Alone and unprotected, taxi drivers fear for their safety

October 14, 2010 — News

Written by Melanie Singhji, Melanie Singhji

Up and down the country, taxi drivers are bearing the brunt of late-night drinking and aggressive racist behaviour – and are now turning to self-defence.

On 5 October 2010, Daniel Miller was handed a twelve month community order from an Exeter court for racially abusing and physically assaulting Hackney carriage driver, Mohammed Numan. Miller had been drinking on the night of the assault, which, he had told police earlier, had a tendency to make him ‘abusive’. Of course, Mohammed can confirm this; after Miller didn’t have the cash to pay for his fare, a row escalated in which Mohammed was on the receiving end of not one, but numerous punches to the head.

This is not an uncommon story, and in fact, Mohammed Numan’s were injuries relatively minor compared with the other cases of assault that have been recently reported. In Watford last February, Hackney Carriage driver Said Omid was suddenly strangled from behind by one his passengers, threatened with knives, and finally forced to jump from the moving taxi after the assailants took control of the car.

The IRR’s recent research into racist attacks in 2009 revealed that, of the victims that were attacked while in their place of work, some 10 percent of the victims were taxi drivers, the largest employment category by some margin. There were 32 cases of serious assault on taxi drivers while on duty, all of which involved a combination of racist abuse, assault, theft, and vandalism. Our continued investigations demonstrate a similar pattern developing in 2010. A quick look through newspaper reports reveals at least sixteen serious racist assaults on taxi drivers in the first six months of the year. The actual number, however, is potentially far higher as attacks often go unreported.

In March this year, Riaz Ahmed was attacked by three passengers in the early hours of the morning in Bradford. He dropped off a fourth passenger whom he overheard telling his friends to leave him alone. The friend’s words were not heeded, however. The remaining passengers refused to pay the fare, and then punched Riaz in the face, dragging him from his seat, kicking and beating him, while hurling racist abuse. He was hit repeatedly with a metal bar and stick. His car doors were also kicked in, and his week’s earnings of £280 and the car’s satellite navigation equipment were stolen.

In Yorkshire and Lancashire towns, like Bradford, York, Burnley, and Liverpool, taxi drivers are becoming more aware of the particular dangers that face them at night. East Lancashire’s Hate Crime Unit, which monitored rising levels of racially motivated crime in the area in 2009, says that many of the calls it receives about such incidents are from taxi drivers, who are regularly taking people home who have been drinking and who are quick to become abusive. Mohammed Arif, chairman of the Burnley’s private hire association, agrees that it is one the biggest problems drivers face. He said: ‘They are often taking groups of drunk people home late at night and it can be intimidating, especially if racist abuse is involved’.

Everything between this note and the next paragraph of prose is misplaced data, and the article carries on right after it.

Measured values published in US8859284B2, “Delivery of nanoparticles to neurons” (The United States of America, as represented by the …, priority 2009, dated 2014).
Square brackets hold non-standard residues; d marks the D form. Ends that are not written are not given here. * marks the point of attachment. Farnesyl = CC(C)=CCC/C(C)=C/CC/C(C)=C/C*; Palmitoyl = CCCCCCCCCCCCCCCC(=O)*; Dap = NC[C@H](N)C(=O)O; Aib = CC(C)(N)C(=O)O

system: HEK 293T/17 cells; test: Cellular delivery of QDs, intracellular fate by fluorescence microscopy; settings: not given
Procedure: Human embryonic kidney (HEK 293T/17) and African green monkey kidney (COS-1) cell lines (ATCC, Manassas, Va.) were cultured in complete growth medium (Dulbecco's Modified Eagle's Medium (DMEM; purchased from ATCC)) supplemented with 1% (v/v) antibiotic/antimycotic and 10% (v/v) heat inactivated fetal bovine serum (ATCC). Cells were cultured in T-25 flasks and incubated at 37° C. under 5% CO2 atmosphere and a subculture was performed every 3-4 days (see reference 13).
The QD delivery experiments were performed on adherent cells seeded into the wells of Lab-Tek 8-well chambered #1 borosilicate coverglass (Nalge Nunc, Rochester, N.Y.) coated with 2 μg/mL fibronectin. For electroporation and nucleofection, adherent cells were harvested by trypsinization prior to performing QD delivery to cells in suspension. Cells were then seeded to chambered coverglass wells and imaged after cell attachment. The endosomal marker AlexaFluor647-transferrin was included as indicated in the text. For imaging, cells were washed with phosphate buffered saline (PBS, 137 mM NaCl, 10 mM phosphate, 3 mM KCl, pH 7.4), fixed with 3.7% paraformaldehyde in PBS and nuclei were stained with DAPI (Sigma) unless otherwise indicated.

In an effort to combat such incidences, police in Burnley, Pendle and Rossendale have teamed up with the charity Stop Hate UK, to run a poster campaign encouraging people to report ‘hate’ crimes in the area. But many taxi firms believe the most effective deterrent is CCTV cameras; in Hastings, East Sussex, the manager of 24/7 Taxis took the decision of putting CCTV cameras in his entire fleet of 70 cars after one his drivers, Kurdish-born Aras Cassidy, was racially abused on the job. With his foreign-born drivers being subjected to racist abuse every day, Chris Vale is concerned about their physical safety and says: ‘The racism from some people is getting out of control. I have lived all over the UK and grew up when the National Front were at large but I have never known anything like this.’

If the use of CCTV as a deterrent or means of self-defence seems controversial, perhaps the emphasis being placed on cameras is better explained by its potential use in prosecutions. In January, Ashley Marlow was convicted and sentenced to eight months in prison for a racist assault on an Iranian mini-cab driver in Nottingham. He is believed to be the first person in the city to be convicted using CCTV from inside a taxi.

In Birmingham, however, a different approach has been taken. One year on from the death of Mohammed Arshad, a father of three who was stabbed in the head and left in a country lane after picking up a passenger, taxi firms in the area have designed the Private Hire & Hackney Carriage Safety Pack, a pocket-sized manual due to be launched this autumn, that will contain personal safety advice and is the first of its kind in the country.

Related links

Read an IRR briefing paper: Racial violence: The buried issue

Read an IRR News story: ‘Racial attacks laid bare’

Read an IRR News story: ‘Racial attacks summer report’

The Institute of Race Relations is precluded from expressing a corporate view: any opinions expressed are therefore those of the authors.

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